Zero Waste is a big(ish) trend right now, but y'all, we need to have a Come To Danu talk about some of the things that are going along with that trend. The tl;dr of this post is: you can't shop your way out of environmental pollution.
My oh-so-trendy reuseable mugs that I've had since college in the 90s or a smoothie-juice bar place I used to frequent in the early aughts
All over eco- and green- marketing/blogs/groups/sites online, I see adverts for the latest "green" product. Bamboo cutlery. Beeswax wraps. Stainless steel tiffins. Glass food storage containers. And that's all well and good, but people are emptying their cupboards of perfectly useable things, and either landfilling, recycling, or donating them in order to buy the new, "green" products. But y'all, you are DOING MORE ENVIRONMENTAL DAMAGE that way.
Everything you buy has pollution built into it. That trendy bamboo is almost certainly shipped from China. If you are not near China, that's a whole lot of fossil fuels to do that. There is pollution at the factory making the thing. Etc. I'm not saying that you shouldn't buy bamboo things, I'm just saying that it isn't without resource and pollution costs, because everything requires resources to make. Maybe it's less resources to make a bamboo bowl instead of a plastic bowl and the bamboo bowl won't pollute the Earth for centuries - great! But if the plastic bowl is already in your possession, the resource/pollution has already been made. Getting it out of your house doesn't erase its footprint, it just gets it out of your sight. The only way to mitigate the footprint of things is to use them up as much as possible so that you don't need another thing.
My definitely-not-minimalist-or-plastic-free food storage containers
Here's what I mean. Purveyors of plastic shopping bags LOVE to cite that there is less resource input for a plastic carry bag than a cloth bag. That's true. But that plastic bag will be used once - maybe twice? - and then thrown away. Using the cloth bag above a certain number of times makes it the greener choice (according to this article, that number is 171 times for a canvas bag. I've seen varying numbers though depending on the study and what factors they look at).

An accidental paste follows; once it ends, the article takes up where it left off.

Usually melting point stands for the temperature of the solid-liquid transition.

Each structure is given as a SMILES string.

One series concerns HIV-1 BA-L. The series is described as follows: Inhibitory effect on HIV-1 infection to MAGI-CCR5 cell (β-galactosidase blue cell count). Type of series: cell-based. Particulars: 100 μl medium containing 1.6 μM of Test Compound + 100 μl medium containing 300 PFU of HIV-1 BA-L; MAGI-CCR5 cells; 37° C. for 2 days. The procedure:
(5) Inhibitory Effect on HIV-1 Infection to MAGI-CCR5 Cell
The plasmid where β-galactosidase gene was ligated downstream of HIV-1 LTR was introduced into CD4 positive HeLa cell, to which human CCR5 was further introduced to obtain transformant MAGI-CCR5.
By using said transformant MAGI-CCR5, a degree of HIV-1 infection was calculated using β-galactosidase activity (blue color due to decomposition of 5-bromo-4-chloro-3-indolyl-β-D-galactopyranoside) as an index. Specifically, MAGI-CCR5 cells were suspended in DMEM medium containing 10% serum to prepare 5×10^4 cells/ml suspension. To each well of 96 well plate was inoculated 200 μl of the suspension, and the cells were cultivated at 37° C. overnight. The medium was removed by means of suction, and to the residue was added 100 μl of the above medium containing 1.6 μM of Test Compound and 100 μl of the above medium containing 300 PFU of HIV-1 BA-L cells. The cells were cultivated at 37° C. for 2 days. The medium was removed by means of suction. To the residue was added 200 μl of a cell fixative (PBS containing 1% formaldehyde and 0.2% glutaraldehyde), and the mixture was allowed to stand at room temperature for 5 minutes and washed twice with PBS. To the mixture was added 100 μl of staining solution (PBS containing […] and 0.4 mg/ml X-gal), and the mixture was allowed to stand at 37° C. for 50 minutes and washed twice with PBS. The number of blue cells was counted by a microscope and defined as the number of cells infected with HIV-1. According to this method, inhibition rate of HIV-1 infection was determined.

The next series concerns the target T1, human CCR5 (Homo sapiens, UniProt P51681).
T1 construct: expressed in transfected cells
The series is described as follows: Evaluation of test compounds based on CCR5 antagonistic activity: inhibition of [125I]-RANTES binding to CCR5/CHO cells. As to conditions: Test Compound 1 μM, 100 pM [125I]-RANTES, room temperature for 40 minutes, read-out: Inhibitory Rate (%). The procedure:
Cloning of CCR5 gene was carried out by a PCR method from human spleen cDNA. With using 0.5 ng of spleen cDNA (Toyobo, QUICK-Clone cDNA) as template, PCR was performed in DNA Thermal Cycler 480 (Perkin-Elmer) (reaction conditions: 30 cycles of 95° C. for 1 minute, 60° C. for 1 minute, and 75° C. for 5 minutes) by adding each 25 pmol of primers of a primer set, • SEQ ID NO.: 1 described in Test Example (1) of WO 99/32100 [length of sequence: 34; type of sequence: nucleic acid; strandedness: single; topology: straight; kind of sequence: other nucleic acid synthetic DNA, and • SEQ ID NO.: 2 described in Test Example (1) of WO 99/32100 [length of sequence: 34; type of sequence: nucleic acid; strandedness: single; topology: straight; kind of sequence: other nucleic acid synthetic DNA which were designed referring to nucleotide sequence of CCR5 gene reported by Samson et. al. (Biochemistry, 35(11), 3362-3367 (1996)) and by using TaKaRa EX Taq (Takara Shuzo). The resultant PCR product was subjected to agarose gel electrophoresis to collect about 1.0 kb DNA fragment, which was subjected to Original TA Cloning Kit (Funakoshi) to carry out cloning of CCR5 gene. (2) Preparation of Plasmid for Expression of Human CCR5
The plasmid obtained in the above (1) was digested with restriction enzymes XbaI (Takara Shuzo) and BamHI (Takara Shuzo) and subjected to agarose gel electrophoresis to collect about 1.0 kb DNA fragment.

If you are buying a new cloth bag every time you forget your cloth bag at the store, you are probably doing more damage. But if you remember your bag and use it for years, you are way ahead (and if you drive and forget your bag in the car ...just take your stuff out of the grocery store in loose in the cart and pack it in the bag at the car).
This math is true for every product you consume. The amount of resources/pollution that goes into a paper coffee cup vs. a reuseable mug is going to be less, but if you use that mug x number of times, it beats out the paper one as far as inputs go.
So, if you think "zero waste" means "no plastic in my house," and you gather all of your Tupperware-type containers and cart them off to a bin somewhere and buy new things, you just did more harm than good. You should use that Tupperware stash until it's actually worn out and needs to be replaced, and THEN you can buy whatever the new, green option is. Every use of that Tupperware past its input costs makes it the greenest choice.